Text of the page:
Does Daylight Saving Time Really Save Energy?

Does Daylight Saving Time Really Save Energy?

Does Daylight Saving Time Really Save Energy?

Daylight Saving Time (DST) is the practice of advancing clocks one hour in spring and moving them back to standard time in the autumn. How is changing the clock supposed to save energy? The idea behind moving the clock forward one hour is to provide us with an extra hour of daylight in the evening, giving us the opportunity to spend more time outdoors. When we spend more time outdoors, we use less energy for lighting, watching television or operating appliances.

A brief history of DST

DST is a change in the standard time of each time zone. Time zones were adopted by the railroad industry during the 19th century as a means for standardizing their schedules. Benjamin Franklin first proposed the idea of seasonal time change in 1784, but it was not until World War I that the modern concept of DST was introduced nationwide as a temporary energy-saving measure. It became standardized practice with the Uniform Time Act of 1966. 

DST and energy savings: what the research says 

Although DST has been in use for decades as a way to conserve energy, its effectiveness has been difficult to prove. Early research focused mostly on lighting and found some energy savings was achieved while later studies incorporating wider energy-use patterns produced mixed results.

A report by the U.S. Department of Transportation found that DST reduced electricity use by 1 percent but had no impact on home heating. A European study on the impact of DST found lighting energy use decreased slightly while heating demand increased 9 percent. A recent report by the National Bureau of Economic Research found that while lighting energy decreased, the savings were offset by increases in heating and cooling demand.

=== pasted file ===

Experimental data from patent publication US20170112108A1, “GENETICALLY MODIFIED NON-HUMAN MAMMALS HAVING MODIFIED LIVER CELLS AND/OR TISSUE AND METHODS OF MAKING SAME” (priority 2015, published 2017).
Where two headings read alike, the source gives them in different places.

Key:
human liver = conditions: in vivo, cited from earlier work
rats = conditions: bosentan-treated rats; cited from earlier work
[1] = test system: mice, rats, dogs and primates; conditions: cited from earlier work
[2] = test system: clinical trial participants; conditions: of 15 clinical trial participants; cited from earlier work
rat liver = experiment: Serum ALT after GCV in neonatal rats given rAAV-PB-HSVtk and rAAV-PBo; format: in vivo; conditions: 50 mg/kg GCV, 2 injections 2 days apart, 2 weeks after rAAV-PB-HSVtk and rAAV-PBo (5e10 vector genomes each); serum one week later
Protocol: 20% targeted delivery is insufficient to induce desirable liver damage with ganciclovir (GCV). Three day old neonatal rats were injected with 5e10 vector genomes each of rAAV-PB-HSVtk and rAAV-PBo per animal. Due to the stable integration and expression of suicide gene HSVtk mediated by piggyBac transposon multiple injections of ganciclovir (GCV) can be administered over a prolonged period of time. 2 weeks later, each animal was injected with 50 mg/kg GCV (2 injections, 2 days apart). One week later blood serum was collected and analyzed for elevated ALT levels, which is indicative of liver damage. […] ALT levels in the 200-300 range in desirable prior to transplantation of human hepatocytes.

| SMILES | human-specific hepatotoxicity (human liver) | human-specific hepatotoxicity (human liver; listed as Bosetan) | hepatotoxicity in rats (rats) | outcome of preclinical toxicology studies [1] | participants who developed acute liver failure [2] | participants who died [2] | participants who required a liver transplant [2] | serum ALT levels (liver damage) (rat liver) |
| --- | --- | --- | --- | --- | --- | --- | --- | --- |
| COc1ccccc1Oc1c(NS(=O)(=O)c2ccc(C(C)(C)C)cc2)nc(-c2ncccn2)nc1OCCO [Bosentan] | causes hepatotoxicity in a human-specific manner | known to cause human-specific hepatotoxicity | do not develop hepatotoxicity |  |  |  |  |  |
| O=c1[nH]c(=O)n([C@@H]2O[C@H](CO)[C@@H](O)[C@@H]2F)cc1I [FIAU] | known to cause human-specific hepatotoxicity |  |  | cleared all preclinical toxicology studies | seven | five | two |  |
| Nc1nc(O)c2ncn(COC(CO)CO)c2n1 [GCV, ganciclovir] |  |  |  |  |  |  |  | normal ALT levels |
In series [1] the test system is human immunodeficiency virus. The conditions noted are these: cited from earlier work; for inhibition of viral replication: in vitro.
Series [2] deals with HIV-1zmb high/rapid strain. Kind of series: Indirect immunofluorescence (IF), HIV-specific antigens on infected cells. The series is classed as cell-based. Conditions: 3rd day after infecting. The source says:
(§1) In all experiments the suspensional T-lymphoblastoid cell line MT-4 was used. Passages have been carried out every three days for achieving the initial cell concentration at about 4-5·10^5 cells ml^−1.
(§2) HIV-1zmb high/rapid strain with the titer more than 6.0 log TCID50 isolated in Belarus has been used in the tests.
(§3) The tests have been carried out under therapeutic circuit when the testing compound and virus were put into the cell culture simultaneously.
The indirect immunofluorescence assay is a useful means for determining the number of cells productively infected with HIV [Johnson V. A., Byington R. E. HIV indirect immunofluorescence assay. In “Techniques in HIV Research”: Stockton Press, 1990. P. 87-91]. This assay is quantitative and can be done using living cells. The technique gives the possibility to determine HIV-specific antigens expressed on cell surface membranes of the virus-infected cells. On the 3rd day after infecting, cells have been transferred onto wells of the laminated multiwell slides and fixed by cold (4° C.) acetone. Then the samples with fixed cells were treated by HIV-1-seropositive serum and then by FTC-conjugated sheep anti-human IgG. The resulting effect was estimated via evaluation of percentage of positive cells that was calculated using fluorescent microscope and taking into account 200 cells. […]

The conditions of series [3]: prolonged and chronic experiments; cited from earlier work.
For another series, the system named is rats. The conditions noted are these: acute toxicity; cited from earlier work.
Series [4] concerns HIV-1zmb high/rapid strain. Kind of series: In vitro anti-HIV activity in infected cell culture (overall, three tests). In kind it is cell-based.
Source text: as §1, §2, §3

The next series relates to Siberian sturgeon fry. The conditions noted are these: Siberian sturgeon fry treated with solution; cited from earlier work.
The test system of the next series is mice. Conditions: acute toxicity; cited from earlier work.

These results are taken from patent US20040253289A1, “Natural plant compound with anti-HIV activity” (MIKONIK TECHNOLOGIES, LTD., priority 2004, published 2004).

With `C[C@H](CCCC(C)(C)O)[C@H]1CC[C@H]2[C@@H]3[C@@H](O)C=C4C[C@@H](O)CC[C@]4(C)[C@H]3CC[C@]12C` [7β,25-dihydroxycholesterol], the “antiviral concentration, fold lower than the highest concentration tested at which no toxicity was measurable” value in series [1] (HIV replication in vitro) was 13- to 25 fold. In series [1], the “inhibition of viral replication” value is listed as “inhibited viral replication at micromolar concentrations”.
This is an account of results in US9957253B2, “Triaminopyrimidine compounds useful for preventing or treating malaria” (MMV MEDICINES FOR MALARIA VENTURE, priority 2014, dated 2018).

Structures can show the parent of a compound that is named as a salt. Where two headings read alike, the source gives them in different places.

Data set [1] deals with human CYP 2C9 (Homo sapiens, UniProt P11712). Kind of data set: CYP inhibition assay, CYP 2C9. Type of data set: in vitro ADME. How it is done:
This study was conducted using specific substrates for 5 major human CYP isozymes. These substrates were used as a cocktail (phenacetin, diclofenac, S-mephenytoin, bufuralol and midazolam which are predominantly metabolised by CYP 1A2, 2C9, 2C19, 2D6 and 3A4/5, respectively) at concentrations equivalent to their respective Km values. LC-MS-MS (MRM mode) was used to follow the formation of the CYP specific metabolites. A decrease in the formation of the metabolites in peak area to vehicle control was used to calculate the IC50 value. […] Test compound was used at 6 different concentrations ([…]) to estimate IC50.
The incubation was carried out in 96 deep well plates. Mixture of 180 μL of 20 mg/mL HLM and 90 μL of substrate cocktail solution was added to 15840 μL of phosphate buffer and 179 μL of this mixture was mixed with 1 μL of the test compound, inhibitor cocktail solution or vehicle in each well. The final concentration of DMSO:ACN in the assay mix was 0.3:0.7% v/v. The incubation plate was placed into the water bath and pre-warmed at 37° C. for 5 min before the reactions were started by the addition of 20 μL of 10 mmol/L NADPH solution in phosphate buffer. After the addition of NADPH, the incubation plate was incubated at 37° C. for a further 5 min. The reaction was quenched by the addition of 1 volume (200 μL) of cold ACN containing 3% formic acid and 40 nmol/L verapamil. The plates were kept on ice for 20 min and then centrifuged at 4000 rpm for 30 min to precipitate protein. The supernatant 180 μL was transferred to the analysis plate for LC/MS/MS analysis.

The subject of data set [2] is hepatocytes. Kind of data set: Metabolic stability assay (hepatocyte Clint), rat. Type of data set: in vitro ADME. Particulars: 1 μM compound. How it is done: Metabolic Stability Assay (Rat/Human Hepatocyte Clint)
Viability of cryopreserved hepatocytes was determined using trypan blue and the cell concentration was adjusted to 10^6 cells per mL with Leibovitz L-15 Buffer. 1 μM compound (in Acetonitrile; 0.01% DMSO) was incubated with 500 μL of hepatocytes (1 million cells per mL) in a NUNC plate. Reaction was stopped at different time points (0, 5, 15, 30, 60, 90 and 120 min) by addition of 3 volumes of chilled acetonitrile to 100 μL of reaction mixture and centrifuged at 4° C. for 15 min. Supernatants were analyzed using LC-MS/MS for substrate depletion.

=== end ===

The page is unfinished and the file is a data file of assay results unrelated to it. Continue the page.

What about the extension of DST that began in 2007? Has this had any effect on energy use? Once again, the reports are mixed. A California Energy Commission study concluded that extending DST had little or no effect on energy consumption. A U.S. Department of Energy report did find a decrease in energy use per day of extended DST but only by 0.5 percent.  

    The lack of solid evidence supporting DST as an energy-saving measure may be due to inconsistencies in study methods and lifestyle changes since it began. Lighting is much more efficient, and overall energy-use patterns are much more complex. It is likely the growing use of computers and electronics has reduced the energy-saving impact of changing the clocks.

    In recent years, there has been debate over whether to end DST or even extend it year-round. Future research will be helpful in weighing its cost and benefits and comparing it with other energy conservation methods.

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